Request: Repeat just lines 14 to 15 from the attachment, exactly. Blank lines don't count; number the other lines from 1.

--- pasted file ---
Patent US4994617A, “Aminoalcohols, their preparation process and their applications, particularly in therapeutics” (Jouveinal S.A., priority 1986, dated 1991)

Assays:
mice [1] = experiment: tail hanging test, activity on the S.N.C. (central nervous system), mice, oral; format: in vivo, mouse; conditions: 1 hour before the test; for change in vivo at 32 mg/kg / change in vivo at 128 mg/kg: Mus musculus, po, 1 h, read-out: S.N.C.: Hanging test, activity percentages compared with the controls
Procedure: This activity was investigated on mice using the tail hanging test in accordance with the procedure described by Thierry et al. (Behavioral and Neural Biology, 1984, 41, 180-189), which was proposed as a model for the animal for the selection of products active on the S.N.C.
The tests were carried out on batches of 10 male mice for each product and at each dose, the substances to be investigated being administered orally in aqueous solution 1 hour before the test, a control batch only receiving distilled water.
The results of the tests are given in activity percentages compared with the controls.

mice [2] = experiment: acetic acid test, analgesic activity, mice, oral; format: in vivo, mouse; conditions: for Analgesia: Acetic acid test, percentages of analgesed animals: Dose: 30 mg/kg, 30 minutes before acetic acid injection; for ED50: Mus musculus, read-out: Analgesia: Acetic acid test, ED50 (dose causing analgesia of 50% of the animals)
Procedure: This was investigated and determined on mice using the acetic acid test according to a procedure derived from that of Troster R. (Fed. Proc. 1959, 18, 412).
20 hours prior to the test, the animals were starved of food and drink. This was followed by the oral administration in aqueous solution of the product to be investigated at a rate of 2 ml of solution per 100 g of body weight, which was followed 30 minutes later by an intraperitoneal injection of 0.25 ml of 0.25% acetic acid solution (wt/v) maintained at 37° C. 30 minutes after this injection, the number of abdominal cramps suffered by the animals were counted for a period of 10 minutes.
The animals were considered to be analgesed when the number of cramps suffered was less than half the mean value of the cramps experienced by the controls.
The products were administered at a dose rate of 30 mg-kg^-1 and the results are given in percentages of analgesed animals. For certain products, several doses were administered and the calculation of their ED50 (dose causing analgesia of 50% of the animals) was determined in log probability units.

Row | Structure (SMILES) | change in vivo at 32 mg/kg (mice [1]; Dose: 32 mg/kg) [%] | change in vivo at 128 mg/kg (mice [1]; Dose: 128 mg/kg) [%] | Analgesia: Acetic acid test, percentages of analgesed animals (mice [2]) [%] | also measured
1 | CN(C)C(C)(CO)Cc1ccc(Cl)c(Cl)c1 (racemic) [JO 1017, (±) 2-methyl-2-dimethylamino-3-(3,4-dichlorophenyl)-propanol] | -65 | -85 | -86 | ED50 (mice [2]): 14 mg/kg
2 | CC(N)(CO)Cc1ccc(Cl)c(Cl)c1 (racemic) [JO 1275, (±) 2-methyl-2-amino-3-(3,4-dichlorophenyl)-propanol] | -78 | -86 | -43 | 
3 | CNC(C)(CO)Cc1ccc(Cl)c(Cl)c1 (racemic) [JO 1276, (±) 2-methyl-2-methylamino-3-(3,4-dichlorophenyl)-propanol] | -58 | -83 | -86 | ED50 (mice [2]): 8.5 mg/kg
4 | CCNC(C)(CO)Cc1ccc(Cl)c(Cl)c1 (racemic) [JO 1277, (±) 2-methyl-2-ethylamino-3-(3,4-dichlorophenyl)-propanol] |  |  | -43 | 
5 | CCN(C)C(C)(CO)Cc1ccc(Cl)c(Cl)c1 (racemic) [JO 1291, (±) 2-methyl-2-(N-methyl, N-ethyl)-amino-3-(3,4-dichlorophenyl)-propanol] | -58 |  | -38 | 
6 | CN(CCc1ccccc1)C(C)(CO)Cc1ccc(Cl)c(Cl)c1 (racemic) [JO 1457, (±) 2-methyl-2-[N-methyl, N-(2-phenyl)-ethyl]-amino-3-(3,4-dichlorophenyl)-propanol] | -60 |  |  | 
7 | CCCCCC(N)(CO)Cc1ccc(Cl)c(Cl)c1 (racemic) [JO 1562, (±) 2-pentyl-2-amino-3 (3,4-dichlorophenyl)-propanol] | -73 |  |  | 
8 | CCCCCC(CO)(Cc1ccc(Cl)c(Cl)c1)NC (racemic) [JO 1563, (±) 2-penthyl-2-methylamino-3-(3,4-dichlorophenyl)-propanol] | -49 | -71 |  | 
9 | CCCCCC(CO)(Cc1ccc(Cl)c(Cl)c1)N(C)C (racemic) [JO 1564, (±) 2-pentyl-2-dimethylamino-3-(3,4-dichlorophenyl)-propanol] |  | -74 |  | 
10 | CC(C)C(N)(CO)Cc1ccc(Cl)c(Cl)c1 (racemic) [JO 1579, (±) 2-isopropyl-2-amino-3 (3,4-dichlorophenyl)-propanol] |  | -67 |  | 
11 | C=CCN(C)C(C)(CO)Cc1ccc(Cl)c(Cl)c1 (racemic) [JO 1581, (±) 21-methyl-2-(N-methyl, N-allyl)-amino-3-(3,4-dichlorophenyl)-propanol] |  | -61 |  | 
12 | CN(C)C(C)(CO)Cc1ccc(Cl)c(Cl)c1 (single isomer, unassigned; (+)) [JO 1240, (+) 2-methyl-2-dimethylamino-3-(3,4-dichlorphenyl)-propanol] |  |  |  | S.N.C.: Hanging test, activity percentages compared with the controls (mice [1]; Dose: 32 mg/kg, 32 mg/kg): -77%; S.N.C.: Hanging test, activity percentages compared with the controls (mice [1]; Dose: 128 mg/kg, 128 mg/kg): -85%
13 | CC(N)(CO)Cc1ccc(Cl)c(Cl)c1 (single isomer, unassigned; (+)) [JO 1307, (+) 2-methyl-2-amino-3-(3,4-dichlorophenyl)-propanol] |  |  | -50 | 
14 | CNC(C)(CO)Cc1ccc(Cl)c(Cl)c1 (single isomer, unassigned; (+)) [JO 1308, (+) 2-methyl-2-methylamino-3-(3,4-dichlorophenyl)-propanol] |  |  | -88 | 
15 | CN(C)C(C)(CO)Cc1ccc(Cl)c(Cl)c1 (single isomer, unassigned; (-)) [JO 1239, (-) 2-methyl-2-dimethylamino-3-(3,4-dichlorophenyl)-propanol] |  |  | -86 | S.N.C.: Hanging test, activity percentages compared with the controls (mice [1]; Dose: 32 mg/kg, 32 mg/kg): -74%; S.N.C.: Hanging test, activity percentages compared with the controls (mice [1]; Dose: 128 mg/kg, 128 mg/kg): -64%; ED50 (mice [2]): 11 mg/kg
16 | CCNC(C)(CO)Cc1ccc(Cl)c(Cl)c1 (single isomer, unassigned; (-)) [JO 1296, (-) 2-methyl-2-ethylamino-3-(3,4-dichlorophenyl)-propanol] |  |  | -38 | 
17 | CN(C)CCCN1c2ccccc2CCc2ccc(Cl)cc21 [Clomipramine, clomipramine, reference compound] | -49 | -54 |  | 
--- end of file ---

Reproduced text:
2 | CC(N)(CO)Cc1ccc(Cl)c(Cl)c1 (racemic) [JO 1275, (±) 2-methyl-2-amino-3-(3,4-dichlorophenyl)-propanol] | -78 | -86 | -43 | 
3 | CNC(C)(CO)Cc1ccc(Cl)c(Cl)c1 (racemic) [JO 1276, (±) 2-methyl-2-methylamino-3-(3,4-dichlorophenyl)-propanol] | -58 | -83 | -86 | ED50 (mice [2]): 8.5 mg/kg